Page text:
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Owen Roe Red Willow Vineyard Chapel Block 2008
Red Willow Vineyard has emerged as one of the premier sites for Syrah in the Pacific NW, and our new 2008 Red Willow Chapel Block Syrah is an expression of this very special place. Red Willow's high elevation, 1200-1300 ft, placed it above the influence of the glacial Missoula floods from 12,000 years ago. As a result, the soils are more shallow and ancient than those of lower elevations. This forces vines planted here to produce especially low yields of densely concentrated fruit with very unique flavor profiles; some of the best Syrah we've ever seen. This wine is bold and complex with inky colors, fragrant aromas of lavendar with blueberry notes, cedar smoke and a hint of vanilla and licorice on the finish.
Critical AcclaimAll Vintages
Jerry Owen, on the the vineyard side, and David O'Reilly, who makes the wine, have formed Owen Roe with a simple purpose: to produce excellent wines from grapes grown and cultivated in the best vineyards in the Pacific Northwest. We have selected top quality grapes from vineyards chosen because they are in areas that ripen fruit fully, and the fruit has excellent acidity and ph balance. These vineyards are in the Willamette, Mid-Columbia, Yakima, and Walla Walla valleys. Each vineyard is contracted by the acre, with strict controls on yields and vine development. The same high principles are found in the winery. We allow only minimal handling, racking by gravity, and excellent cooperage. From the fruit to the bottle, cork, and label, Owen Roe aims for the very best.
Each of the sites we work with are tendered by true craftsmen of the viticultural trade. The principle of good earth stewardship is very important to everyone we work with, so no herbicides or pesticides are used in our vineyards.
As the first recognized wine-growing region in the Pacific Northwest, Yakima Valley is centrally located within Washington’s vast Columbia Valley. The region also includes Washington’s oldest Cabernet Sauvignon vines, Otis Vineyard, planted in 1957, and Harrison Hill Vineyard, planted in 1963. Yakima Valley contains three smaller sub-regions: Rattlesnake Hills, Red Mountain, and Snipes Mountain and is ideal for both red and white wine production. In fact, Yakima Valley is Washington’s most diverse region, boasting more than 40 different grape varieties over about one hundred miles.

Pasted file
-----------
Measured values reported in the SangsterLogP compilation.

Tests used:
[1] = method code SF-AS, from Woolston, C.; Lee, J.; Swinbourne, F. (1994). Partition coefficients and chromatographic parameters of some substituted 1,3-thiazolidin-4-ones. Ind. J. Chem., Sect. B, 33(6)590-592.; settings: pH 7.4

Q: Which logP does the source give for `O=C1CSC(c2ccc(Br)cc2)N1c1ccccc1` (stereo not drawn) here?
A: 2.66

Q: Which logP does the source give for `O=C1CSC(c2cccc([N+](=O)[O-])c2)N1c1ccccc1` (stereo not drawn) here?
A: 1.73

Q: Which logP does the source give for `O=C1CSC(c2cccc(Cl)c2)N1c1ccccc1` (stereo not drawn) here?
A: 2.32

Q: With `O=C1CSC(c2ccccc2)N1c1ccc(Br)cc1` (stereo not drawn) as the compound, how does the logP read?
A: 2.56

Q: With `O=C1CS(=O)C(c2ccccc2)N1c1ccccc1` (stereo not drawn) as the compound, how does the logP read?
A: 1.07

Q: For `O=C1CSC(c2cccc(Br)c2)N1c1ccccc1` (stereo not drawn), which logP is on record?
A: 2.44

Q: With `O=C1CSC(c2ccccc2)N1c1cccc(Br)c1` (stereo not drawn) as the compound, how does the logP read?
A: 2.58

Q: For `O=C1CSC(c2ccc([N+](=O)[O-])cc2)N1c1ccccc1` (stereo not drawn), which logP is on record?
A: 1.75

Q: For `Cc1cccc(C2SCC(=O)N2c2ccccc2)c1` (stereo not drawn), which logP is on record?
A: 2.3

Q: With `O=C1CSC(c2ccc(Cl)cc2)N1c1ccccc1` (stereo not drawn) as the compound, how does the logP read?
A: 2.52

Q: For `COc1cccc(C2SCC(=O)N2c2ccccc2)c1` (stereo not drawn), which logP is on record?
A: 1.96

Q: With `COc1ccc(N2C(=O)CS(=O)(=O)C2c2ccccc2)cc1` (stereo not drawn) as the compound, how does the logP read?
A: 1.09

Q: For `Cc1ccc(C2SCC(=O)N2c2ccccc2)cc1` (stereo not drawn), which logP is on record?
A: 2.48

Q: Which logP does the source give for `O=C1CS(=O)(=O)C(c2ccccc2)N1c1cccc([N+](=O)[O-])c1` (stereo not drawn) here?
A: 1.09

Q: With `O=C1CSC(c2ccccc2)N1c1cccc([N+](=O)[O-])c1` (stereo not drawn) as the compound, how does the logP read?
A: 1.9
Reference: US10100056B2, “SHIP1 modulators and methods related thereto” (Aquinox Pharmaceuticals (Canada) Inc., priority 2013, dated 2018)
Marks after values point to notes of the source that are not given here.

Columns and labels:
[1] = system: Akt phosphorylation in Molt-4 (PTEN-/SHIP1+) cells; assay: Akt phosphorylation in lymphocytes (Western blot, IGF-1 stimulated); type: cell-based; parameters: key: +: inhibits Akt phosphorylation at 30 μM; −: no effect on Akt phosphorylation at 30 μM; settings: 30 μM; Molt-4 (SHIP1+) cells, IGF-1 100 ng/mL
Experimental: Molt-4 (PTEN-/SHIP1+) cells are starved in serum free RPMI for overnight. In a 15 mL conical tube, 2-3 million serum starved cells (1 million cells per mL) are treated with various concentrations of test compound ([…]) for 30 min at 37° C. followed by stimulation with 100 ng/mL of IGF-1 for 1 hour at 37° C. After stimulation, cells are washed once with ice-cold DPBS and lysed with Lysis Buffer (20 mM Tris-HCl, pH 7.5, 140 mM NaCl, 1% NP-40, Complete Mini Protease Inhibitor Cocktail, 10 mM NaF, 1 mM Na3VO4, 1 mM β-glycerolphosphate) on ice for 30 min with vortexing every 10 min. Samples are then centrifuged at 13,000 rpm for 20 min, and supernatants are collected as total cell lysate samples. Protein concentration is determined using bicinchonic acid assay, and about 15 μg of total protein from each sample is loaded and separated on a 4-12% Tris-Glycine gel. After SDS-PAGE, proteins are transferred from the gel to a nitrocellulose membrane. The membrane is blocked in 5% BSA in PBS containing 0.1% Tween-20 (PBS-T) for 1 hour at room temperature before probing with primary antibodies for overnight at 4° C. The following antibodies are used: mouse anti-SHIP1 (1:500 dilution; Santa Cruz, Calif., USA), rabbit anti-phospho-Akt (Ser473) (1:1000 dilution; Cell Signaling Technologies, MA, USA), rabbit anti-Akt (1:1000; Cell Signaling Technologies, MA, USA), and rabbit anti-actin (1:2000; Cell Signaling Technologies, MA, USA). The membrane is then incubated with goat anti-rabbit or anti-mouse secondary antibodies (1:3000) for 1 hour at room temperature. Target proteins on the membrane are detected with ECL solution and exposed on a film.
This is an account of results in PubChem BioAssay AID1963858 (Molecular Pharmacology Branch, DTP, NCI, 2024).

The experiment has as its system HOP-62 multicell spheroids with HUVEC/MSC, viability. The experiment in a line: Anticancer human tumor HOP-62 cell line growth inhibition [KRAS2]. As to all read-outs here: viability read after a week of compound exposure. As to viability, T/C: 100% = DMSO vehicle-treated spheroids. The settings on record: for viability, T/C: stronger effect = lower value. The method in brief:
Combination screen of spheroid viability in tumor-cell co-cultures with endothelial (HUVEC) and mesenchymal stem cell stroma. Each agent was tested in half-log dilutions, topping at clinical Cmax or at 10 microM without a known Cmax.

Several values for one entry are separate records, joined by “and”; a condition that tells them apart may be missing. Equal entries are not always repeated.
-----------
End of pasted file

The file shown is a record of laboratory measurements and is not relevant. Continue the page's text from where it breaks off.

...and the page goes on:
But its warmer locations yield a large proportion of Washington’s best Merlot, Syrah and Cabernet Sauvignon. The finest Yakima Valley reds are jam-packed full of red cherry, currant, raspberry or blackberry fruit, as well as cocoa, herb, spice and savory notes, and exhibit a supple texture, great body, focus and length.
Marked by unmistakable deep purple hue and savory aromatics, Syrah accounts for a good deal of some of the most intense, powerful and age-worthy reds in the world. Native to the Northern Rhône, Syrah still achieves some of its maximum potential here, especially from Hermitage and Côte-Rôtie.
Syrah also plays an important component in the canonical Southern Rhône blends based on Grenache, Syrah and Mourvèdre, adding color, depth, complexity and structure to the mix. Today these blends have become well-appreciated from key appellations of the New World, namely Australia, California and increasingly, with praise, from Washington.
In the Glass
Syrah typically shows aromas and flavors of purple fruits, fragrant violets, baking spice, white pepper and even bacon, smoke or black olive. In Australia, where it goes under the name Shiraz, it produces deep, dark, intense and often, jammy reds. While Northern Rhône examples are typically less fruity and more earthy, California appears increasingly capable of either style.
Flavorful Moroccan-spiced lamb, grilled meats, spareribs and hard, aged cheeses are perfect with Syrah. Blue cheeses are perfect with a dense and fruit-driven Australian Shiraz.
Due to the success of Australian “Shiraz,” winemakers throughout the world have adopted this synonym for Syrah when they have produced a plush and fruit forward wine made in the Australian style. As an aside, Australians are also fond of tempering their fruit-forward Shiraz by blending with Cabernet Sauvignon, which adds depth and structure.